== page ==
NextAfter

How a different value proposition affects click rate in a Facebook Ad

Experiment ID: #11738

NextAfter

Experiment Summary

Timeframe: 08/08/2016 - 08/12/2016

We released a research study on nonprofit value proposition and advertised it through Facebook Ads to people affiliated with NextAfter including emails on file and website visitors.

There are many different aspects of the value proposition that we could focus on for the promotion of the study, so we wanted to test 3 primary value propositions to see what resonated the most with our audience.

The control focused on the depth of the study. Treatment 1 focused on the 4 key components of a value proposition. And treatment 2 focused on the end result of an effective value proposition.

Research Question

Which value proposition will drive the most clicks from a Facebook Ad?

Design

C: 127 Nonprofits
T1: 4 Key Components
T2: Names, Donors, and Dollars

Results

  Treatment Name Click Rate Relative Difference Confidence
C: 127 Nonprofits 0.53%
T1: 4 Key Components 0.30% -43.4% 36.9%
T2: Names, Donors, and Dollars 1.9% 254.8% 98.8%

This experiment has a required sample size of 611 in order to be valid. Since the experiment had a total sample size of 1,932, and the level of confidence is above 95% the experiment results are valid.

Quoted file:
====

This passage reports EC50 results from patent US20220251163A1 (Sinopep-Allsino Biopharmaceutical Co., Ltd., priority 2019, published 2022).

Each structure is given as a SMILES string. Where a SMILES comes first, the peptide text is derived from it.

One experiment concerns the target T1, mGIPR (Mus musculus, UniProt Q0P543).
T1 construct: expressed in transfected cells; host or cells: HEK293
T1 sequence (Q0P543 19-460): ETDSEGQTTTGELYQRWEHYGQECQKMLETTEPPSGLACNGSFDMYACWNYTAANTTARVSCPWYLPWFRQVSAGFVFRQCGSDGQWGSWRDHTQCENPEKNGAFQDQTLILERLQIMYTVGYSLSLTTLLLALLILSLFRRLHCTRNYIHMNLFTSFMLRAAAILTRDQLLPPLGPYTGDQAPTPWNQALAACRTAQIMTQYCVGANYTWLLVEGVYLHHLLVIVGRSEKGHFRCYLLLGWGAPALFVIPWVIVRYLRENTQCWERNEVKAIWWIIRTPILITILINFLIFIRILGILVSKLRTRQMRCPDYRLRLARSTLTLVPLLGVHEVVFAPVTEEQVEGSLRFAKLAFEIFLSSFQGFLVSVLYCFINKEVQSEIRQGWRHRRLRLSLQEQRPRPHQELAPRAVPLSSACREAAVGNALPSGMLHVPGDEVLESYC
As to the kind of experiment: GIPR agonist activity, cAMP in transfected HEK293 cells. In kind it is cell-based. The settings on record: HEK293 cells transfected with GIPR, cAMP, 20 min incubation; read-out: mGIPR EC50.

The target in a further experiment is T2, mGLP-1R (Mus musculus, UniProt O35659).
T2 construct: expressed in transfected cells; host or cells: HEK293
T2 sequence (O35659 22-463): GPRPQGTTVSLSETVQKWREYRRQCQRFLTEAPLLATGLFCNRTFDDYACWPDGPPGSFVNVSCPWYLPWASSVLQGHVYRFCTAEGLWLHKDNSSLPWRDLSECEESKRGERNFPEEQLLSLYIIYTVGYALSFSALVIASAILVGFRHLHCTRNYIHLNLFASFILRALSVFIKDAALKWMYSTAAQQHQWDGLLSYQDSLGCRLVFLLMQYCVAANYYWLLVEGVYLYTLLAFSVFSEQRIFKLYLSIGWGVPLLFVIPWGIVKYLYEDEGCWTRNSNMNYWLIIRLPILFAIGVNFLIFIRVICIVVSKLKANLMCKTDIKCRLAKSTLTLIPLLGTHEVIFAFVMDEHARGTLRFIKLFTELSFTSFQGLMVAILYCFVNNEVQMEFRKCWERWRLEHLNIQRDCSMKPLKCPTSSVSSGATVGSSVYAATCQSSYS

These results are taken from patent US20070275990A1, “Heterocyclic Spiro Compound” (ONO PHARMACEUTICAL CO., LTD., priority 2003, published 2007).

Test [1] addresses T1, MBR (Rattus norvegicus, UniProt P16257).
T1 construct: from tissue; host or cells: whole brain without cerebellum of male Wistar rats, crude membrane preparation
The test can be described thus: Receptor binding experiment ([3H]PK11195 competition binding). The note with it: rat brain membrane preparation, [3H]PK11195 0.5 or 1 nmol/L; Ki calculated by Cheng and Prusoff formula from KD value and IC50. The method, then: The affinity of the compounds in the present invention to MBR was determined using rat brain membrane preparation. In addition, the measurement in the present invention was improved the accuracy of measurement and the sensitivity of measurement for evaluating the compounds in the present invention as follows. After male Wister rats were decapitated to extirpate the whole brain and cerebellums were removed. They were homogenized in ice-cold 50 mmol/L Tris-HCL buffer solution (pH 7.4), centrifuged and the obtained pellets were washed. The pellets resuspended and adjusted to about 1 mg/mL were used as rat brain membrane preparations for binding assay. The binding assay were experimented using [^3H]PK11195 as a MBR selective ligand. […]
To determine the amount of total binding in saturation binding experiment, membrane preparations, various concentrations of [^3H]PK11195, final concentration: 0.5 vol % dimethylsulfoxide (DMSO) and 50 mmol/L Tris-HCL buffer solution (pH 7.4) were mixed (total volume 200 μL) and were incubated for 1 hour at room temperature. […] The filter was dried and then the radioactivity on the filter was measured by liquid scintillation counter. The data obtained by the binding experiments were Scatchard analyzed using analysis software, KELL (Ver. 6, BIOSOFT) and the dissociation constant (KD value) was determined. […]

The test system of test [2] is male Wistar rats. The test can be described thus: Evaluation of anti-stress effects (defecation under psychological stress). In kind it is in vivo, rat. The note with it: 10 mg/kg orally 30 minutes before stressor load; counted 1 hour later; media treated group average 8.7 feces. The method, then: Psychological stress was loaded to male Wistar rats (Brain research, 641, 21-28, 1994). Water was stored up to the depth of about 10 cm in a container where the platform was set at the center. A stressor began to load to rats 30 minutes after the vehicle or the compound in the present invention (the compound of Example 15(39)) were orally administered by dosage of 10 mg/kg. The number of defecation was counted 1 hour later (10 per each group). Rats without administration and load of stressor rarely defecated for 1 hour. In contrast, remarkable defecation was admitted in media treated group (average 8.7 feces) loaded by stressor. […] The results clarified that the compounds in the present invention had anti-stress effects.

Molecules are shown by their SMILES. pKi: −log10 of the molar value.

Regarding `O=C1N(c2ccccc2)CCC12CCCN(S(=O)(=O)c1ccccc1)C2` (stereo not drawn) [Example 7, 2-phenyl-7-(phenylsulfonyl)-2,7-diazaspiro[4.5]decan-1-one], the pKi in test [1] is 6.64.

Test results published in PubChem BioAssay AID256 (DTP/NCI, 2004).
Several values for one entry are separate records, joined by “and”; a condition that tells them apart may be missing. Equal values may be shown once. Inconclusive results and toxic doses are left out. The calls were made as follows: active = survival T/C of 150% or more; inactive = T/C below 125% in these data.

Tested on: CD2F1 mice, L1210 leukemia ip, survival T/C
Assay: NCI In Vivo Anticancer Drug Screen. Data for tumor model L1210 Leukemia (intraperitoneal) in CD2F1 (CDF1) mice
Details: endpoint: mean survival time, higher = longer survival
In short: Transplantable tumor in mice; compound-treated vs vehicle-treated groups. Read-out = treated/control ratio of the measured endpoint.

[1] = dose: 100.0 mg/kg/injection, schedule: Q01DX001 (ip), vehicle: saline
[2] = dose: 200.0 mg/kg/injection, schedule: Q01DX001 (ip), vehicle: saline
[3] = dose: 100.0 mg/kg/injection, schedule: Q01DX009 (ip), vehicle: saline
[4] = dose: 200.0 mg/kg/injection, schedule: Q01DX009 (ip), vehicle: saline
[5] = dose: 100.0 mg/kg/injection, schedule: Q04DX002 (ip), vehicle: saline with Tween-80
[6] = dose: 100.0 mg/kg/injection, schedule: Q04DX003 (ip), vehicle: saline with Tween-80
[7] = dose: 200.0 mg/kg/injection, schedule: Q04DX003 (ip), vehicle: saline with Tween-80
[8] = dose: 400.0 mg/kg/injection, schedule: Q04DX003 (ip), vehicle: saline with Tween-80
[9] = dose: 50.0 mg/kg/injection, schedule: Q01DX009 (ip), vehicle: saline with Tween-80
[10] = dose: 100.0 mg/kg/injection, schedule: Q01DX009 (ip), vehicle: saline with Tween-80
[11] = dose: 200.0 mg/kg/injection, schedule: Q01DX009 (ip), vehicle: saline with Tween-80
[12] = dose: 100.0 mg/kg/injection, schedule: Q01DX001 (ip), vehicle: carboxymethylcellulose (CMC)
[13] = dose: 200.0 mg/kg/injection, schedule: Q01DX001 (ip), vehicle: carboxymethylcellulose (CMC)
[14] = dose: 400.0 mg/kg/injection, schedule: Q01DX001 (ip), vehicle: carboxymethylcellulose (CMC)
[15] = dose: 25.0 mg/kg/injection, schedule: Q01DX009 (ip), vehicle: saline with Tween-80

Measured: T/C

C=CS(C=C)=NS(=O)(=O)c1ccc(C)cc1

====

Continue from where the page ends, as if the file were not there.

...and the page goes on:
Flux Metrics Affected

The Flux Metrics analyze the three primary metrics that affect revenue (traffic, conversion rate, and average gift). This experiment produced the following results:

    254.8% increase in traffic
× 0% increase in conversion rate
× 0% increase in average gift

Key Learnings

For the audience that has already engaged with us in some way, it was 254% more effective to focus on the results of more names, donors, and dollars. This will inform the way the we promote and communicate this study to our website traffic and engaged contacts.

This also points to an underlying motivation of our engaged contacts: these people are looking for results in their fundraising.


Experiment Documented by Dan VanMilligan
Dan VanMilligan is Implementation and Optimization Specialist at NextAfter.

Question about experiment #11738

If you have any questions about this experiment or would like additional details not discussed above, please feel free to contact them directly.